Cover image for Beatrix : various episodes from the life of Beatrix Potter
Beatrix : various episodes from the life of Beatrix Potter
Winter, Jeanette.
Personal Author:
Publication Information:
New York : Farrar Straus Giroux, 2003.
Physical Description:
62 pages : illustrations ; 17 cm
This simple biography of Beatrix Potter, best known for writing The tale of Peter Rabbit, includes excerpts from her published letters and journals and reveals why she drew and wrote about animals.
Program Information:
Accelerated Reader AR LG 4.1 0.5 69893.
Format :


Call Number
Material Type
Home Location
Item Holds
PR6031.O72 Z6966 2003 Juvenile Non-Fiction Central Closed Stacks
PR6031.O72 Z6966 2003 Juvenile Non-Fiction Biography
PR6031.O72 Z6966 2003 Juvenile Non-Fiction Biography
PR6031.O72 Z6966 2003 Juvenile Non-Fiction Biography
PR6031.O72 Z6966 2003 Juvenile Non-Fiction Biography
PR6031.O72 Z6966 2003 Juvenile Non-Fiction Open Shelf

On Order



Captures the artist's life and work

Beatrix Potter's childhood was characterized by a distinctly Victorian mixture of privilege and neglect. Her parents were distant and distracted, so she was left largely to her own devices. She found companionship in nature, in the small animals she met in the family's garden and in the countryside on summer visits. And she found happiness in drawing and writing stories about her animal friends, later the inspiration for The Tale of Peter Rabbit and her twenty-two other books.

Beatrix Potter's own words, taken from her letters and journals, are incorporated in Jeanette Winter's book - just slightly larger than Beatrix Potter's little books - and this portrait pays a glowing tribute to the grande dame of children's literature.

Author Notes

Jeanette Winter has written and/or illustrated over a dozen children's books, including "Calavera Abecedario" and "The Librarian of Basra: A True Story from Iraq," as well as biographies of Diego Rivera, Johann Sebastian Bach and Georgia O'Keeffe among others.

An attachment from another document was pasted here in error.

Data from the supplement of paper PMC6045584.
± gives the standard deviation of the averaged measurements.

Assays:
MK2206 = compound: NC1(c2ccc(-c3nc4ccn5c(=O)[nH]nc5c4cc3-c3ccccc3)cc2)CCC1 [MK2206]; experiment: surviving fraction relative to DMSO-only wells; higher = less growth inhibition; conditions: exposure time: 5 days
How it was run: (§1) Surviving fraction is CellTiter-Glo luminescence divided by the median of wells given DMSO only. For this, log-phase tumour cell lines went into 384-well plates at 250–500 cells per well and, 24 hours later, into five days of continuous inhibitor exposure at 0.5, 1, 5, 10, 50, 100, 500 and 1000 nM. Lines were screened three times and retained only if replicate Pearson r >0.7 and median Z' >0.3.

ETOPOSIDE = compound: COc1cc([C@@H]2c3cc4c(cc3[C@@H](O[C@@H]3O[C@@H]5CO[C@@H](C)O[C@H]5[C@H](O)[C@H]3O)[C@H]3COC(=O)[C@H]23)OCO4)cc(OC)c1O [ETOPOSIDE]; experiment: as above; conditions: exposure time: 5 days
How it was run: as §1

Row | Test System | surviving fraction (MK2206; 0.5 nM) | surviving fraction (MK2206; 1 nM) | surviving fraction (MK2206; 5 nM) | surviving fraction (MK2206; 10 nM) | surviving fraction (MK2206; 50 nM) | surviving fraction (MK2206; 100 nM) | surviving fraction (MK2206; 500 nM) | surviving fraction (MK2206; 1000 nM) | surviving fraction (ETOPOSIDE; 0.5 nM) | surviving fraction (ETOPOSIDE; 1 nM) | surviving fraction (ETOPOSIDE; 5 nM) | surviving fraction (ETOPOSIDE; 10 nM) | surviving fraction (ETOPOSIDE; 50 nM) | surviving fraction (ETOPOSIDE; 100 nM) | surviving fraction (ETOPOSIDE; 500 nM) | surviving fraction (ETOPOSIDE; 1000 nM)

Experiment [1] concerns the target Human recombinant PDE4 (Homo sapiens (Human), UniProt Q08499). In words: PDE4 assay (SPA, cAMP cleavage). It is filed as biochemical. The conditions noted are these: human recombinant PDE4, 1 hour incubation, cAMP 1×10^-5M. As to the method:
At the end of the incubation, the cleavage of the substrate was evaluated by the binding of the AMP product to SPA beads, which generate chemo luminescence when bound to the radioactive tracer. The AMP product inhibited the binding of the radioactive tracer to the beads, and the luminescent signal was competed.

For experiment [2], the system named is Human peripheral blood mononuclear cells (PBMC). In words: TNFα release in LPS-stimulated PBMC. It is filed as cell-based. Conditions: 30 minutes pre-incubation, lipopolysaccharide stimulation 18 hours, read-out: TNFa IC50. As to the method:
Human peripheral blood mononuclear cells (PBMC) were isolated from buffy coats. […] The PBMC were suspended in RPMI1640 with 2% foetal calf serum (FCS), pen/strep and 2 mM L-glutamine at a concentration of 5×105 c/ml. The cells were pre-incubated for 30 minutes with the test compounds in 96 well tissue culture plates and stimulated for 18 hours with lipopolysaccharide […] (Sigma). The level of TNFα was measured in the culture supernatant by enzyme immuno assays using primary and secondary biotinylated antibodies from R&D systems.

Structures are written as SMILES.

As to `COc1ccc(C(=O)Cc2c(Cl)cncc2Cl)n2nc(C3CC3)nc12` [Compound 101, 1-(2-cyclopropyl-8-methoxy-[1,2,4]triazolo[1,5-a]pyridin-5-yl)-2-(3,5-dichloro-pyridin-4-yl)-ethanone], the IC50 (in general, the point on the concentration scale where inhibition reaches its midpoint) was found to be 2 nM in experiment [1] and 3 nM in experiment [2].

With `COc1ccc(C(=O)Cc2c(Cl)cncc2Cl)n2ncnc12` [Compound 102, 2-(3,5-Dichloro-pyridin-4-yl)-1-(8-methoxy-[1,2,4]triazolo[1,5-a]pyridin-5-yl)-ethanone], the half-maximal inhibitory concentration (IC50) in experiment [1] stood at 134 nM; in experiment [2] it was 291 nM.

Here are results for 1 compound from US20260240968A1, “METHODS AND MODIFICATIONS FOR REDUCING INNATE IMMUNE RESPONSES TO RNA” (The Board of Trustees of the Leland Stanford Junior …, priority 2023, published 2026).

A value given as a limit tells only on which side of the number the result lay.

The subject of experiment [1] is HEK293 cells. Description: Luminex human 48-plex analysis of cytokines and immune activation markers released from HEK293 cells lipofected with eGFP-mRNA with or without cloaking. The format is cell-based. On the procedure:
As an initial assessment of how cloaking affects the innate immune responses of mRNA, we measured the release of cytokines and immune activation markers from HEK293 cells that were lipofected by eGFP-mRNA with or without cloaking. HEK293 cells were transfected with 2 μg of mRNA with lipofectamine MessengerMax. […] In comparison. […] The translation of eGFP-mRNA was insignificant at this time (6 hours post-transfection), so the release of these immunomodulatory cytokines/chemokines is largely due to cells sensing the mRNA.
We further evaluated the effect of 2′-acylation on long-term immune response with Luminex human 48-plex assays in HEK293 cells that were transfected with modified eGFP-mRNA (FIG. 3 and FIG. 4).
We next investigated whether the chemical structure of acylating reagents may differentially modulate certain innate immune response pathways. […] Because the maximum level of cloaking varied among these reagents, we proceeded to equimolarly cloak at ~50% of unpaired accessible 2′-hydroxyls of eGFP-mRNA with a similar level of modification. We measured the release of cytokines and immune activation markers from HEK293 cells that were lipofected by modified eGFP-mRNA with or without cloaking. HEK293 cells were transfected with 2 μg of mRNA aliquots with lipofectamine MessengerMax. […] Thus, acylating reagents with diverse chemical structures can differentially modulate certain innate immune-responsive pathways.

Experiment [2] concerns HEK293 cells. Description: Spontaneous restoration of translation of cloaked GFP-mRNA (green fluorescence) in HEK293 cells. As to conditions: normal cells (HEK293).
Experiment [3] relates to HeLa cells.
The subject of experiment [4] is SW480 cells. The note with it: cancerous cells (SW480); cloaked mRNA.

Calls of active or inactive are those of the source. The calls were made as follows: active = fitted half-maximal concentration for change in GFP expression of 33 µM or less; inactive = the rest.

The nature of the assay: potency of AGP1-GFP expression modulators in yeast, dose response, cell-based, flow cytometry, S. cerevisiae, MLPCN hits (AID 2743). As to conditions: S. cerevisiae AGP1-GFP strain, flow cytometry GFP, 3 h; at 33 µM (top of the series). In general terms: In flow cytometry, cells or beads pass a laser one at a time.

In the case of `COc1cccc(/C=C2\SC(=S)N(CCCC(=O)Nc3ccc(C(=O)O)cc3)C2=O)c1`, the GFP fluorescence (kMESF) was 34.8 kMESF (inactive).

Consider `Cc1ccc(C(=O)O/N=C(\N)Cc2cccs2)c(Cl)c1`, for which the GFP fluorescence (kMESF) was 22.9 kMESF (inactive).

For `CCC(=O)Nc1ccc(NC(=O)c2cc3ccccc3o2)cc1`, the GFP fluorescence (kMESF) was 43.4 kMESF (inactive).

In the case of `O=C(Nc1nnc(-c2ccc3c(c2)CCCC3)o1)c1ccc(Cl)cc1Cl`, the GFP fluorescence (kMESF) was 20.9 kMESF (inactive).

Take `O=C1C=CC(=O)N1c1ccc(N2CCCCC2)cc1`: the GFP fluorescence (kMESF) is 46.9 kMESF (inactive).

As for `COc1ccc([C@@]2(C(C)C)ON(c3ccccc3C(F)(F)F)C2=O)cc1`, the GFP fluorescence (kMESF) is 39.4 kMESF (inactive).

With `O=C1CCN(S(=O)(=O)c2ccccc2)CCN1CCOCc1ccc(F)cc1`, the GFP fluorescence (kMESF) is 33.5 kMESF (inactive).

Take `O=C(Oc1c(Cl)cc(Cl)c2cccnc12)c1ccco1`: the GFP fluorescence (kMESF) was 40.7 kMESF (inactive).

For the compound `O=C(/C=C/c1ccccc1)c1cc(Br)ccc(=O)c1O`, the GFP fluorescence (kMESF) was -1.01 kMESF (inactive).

Winter is celebrated for her distinctive painting style, picture design, and usage of brilliant colors. She has received the American Illustrators Guild Award twice.

(Bowker Author Biography)

Reviews 3

Booklist Review

PreS^-Gr. 2. This biography of children's author Beatrix Potter is just a bit larger in size than Potter's own books, such as The Tale of Peter Rabbit. Winter incorporates sentences and phrases from Potter's writings into her account, using italics to distinguish them. Potter, who looks mournfully out from the cover, led a lonely life, but Winter shows how her interest in animals, science, and drawing filled her time and shaped her into the author-illustrator she became. Surprisingly, although Potter's work is very focused on nature, she lived in London until age 47. It was then that she married and moved with her husband to Hill Top Farm, where at last she was able to see green spaces around her. The text is spare, just two to five sentences per page; the paintings, in Winter's characteristic muted tones and flat style, are delicately outlined in black ink. Brief as it is, the book successfully conveys Potter's life and personality. --Susan Dove LempkeFocus: Survivor

Publisher's Weekly Review